Sunday, June 19, 2011


A FILM UNFINISHED is a documentary about a propaganda film created by the Nazis but until recently had not been seen.

The footage from the Nazi film was all shot inside the Warsaw ghetto. Some of it showed the reality of the poverty and starvation that was going on, while other footage is completely staged to reinforce the stereotype of wealthy Jews. The film was never completed and was in storage for decades, and even when it was uncovered, no one really knew what it was, until some researchers started putting the pieces together.

The biggest piece of information was a journal from a Jewish leader at the time who corroborated that much of the footage was staged. There is also an interview with one of the cameramen, as well as new footage of ghetto survivors watching the film. Amazingly, they recognize some of the people in the film.

This is a very difficult film to watch. Although I knew life in the ghetto was bad, I had no idea how bad the starvation was. But on a deeper level, this film points out how easy it is to manipulate an image to tell the story you want to tell. The Nazi propaganda machine is infamous, but I have to worry just how much of what we see today is equally propagandist. I suggest it is much, much worse than most people realize. It's depressing to see what happened to these people.

The film is available on Netflix.

Sunday, June 12, 2011

The Miracle of Morgan's Creek

It might be a strange choice, but one of the gifts my wife bought me for our anniversary was a copy of THE MIRACLE OF MORGAN'S CREEK, a hard-to-find Preston Sturges film which I had wanted to see ever since I heard the name of the lead character was Kockenlocker.

This is not the funniest of Sturges' films, but in many ways, it is the most interesting. Writing a movie about a woman getting knocked up by a serviceman about to leave could very well have been career suicide during the Hays' Code era. And it almost was for Sturges, the film was not released for two years, and after its successful release was pulled. To this day, it is still hard to find on DVD. The fluency with which Sturges writes around the code for the majority of the movie only adds to his brilliance as a writer.

Sturges is an exceptionally strong writer for female characters. The two most interesting characters in the film are played by young women. Betty Hutton was only 22 when shot the film, but gives a great performance. But my favorite scene in the film belongs to Eddie Bracken, who has a great monolog telling Hutton's character why he has loved her his whole life. As in Sturges' other films, the dramatic scenes are as powerful as the comic ones.

Highly recommended for fans of Sturges.

Tuesday, June 07, 2011

Becoming Chaz

This is a tough review to write because the documentary BECOMING CHAZ has many layers. Ostensibly it is about transgenderism, but in reality there are many different subjects rolled into one. The subject, Chaz Bono, is the child of a very famous celebrity (Cher). Cher is surprisingly uncomfortable with the life that Chaz has chosen. In fact, to get her "top" surgery (having her breasts removed), Chaz has to borrow money from a friend. It's pretty shocking that Cher would not pay for it. In the interview with Cher that is in the film, she is very uncomfortable talking about Chaz. If Cher had been more open, you could probably have made the whole film about their relationship. As it is, there is so little that it is frustrating that we do not learn more.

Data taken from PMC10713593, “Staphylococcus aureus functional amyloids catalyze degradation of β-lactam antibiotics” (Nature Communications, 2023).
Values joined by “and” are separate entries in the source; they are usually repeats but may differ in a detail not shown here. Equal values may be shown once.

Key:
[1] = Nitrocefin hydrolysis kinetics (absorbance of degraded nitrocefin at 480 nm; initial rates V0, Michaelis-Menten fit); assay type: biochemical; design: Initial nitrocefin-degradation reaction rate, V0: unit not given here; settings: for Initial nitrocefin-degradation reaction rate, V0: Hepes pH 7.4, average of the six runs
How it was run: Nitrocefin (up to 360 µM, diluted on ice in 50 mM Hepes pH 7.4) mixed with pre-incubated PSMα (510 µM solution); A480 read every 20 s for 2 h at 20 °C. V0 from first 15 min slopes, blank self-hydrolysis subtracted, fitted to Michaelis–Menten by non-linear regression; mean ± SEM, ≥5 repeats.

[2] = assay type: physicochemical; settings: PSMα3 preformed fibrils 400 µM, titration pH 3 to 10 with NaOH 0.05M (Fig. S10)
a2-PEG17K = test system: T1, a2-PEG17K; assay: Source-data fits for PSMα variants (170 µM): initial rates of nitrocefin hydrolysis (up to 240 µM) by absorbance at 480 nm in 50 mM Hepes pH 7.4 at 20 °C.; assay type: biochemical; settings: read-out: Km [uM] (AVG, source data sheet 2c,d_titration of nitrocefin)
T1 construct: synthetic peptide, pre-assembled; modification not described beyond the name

Chaz is also a producer on the documentary, which means that it is likely one-sided, although to be honest, he left in a lot of material that is critical of him. But it may have been his choice to leave mother issues out of the movie as much as possible.

Then there is the issue of his partner, Jennifer. She is a lesbian who became involved with Chaz when she was still a woman, and is trying to stay with him through the transition. She's a graduate student and an alcoholic who falls off the wagon during the course of filming. Again, this could be the subject of a whole movie. This is probably the part of the movie that is most explored, but still I don't feel like I got to know her or their relationship very well.

Chaz touches briefly on her own substance abuse problems but never ties it in to her gender issues or to Jennifer's substance abuse. Another missed opportunity.

What the movie does best is explain Chaz's early life and the decision to change gender. It shows us a lot of what she goes through during the change. This is really interesting and informative to someone who is outside that community, although after this movie was released, Chaz appeared on David Letterman, and gave a more succinct version of the explanations.

For all its flaws, I do think this film is important and fascinating to watch. It is frustrating that there are so many dead ends in the subplots. Chaz never explains how he supports himself and his girlfriend. They seem to live a very nice life, yet he needs to borrow money for surgery. Simple details like this make it tough to want to care about these characters. (And his girlfriend is not very sympathetic to begin with.) It seems as though the film tries to bite off much more than it can chew. But do watch it.